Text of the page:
Even in more established parishes like Westmoreland, where there were already more than eleven thousand slaves in 1740, planters were eager to exploit more Africans, especially from the Gold Coast. People from that region made up nearly one-third of the 250 slaves on James Woodcock’s Westmoreland plantation—the remainder included a hundred creoles and seventy from other regions, including “Ebors Calabars etc.” By 1750 Woodcock had cultivated three hundred of his estate’s eleven hundred acres, backed up against the mountains a short distance from Thomas Thistlewood’s Egypt and Arthur Forrest’s Masemure estates, and leaving great areas of hilly woodland sloping up through the untamed areas between the Westmoreland, Hanover, and St. James parishes. Testifying before the Board of Trade, Woodcock confirmed that he had heard planters “complain for want of Gold Coast slaves” and that they generally “would rather chuse a majority of Gold Coast negroes” for their plantations. Owning eighty himself, he wanted no more. He found them to be “a dangerous people,” prone to rebellion.
Woodcock’s hesitation pointed to the double-edged nature of the slaveholders’ esteem. As most well knew, the same traits they admired in Coromantees made them exceedingly threatening as enemies. “They are not only the best and most faithful of our slaves,” the slaveholding Governor Codrington of the British Leeward Islands had written in 1701, “but are really all born Heroes.” He maintained this even upon hearing that fifteen Coromantees had slain Major Samuel Martin, a prominent planter and speaker of the House of Assembly in Antigua. “There is a difference between them and all other negroes beyond what ’tis possible for your Lordships to conceive,” he reported to the Board of Trade. Martin must have been “guilty of some unusual act of severity, or rather some indignity towards the Corramantes,” Codrington rationalized. He inferred from his own experience and from that of his father, who had held enslaved Africans for forty-five years, that Coromantees were “grateful and obedient to a kind master, but implacably revengeful when ill-treated.” As such, Coromantees represented both hazard and opportunity.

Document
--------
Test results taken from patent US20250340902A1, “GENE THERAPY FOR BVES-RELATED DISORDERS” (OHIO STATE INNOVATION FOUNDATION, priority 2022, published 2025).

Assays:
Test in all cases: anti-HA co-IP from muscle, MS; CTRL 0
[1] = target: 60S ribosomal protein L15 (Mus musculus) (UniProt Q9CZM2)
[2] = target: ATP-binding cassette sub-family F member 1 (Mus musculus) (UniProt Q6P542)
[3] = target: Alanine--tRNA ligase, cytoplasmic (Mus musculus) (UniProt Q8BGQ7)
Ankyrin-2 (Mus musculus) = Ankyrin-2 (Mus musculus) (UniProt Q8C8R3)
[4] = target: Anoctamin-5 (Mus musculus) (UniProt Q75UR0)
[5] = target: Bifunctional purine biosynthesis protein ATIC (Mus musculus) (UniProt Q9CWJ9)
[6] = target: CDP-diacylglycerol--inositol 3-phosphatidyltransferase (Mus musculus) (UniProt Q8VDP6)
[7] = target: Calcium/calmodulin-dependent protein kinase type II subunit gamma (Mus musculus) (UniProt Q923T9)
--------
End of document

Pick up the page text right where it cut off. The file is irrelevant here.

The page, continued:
More than any other Africans, Coromantees had a worrisome reputation for rebellion. British commentators nearly always tempered their praise for the Coromantees’ attractive qualities with warnings about their supposedly warlike disposition. “They are Fractious, and in Their Nature Deceitful, Revengefull, & blood thirsty,” wrote Knight. They might be favored as slaves, but masters could be ruined by failing to respect the potential danger that Coromantees presented. They “require a stricter hand being kept over Them, than those of any other Country,” Knight urged, “for which reason every prudent Planter is cautious of having too many of Them in his Plantation; and therefore the common Custom is to mix other Countries with Them.” Knight and others believed that Coromantees posed a singular threat: “There never was as I have heard of in this or any other Colony any Plot or conspiracy but They were at the bottom of it.” He and other slaveholders had formed these views from a combination of conventional perception, historical precedent, direct experience, and tenacious prejudice.
Somewhat paradoxically, this stereotyping probably encouraged slaveholders to give Coromantees special roles and favors. What little is known about the selection of plantation drivers—those most directly responsible for enforcing discipline among the work gangs—suggests that they were most often Jamaica-born creoles. Yet slaveholders consistently valued Gold Coast Africans highly enough to elevate them above others in the plantation hierarchy. Arthur Forrest’s Wager, for example, served as a headman on Masemure plantation after serving aboard a Royal Navy warship. So, it seems, did the future rebel leader Tacky, who labored on an estate in Jamaica’s rapidly growing St. Mary’s Parish, which had recently absorbed many enslaved arrivals from the Gold Coast. Given his name, which was also the term in the Ga language for a man of royal office or lineage, Tacky would appear to have been a man of political and military importance from the area near Accra, and a Coromantee when he arrived in Jamaica. Perhaps the martial prowess that slaveholders perceived in Coromantee men resonated with the personal characteristics of their own mastery, which was militaristic and therefore capable of powerful assertions of will, and at the same time destructive—fractious, revengeful, and bloodthirsty. These were the kind of people who could make great empires—and destroy them, as well.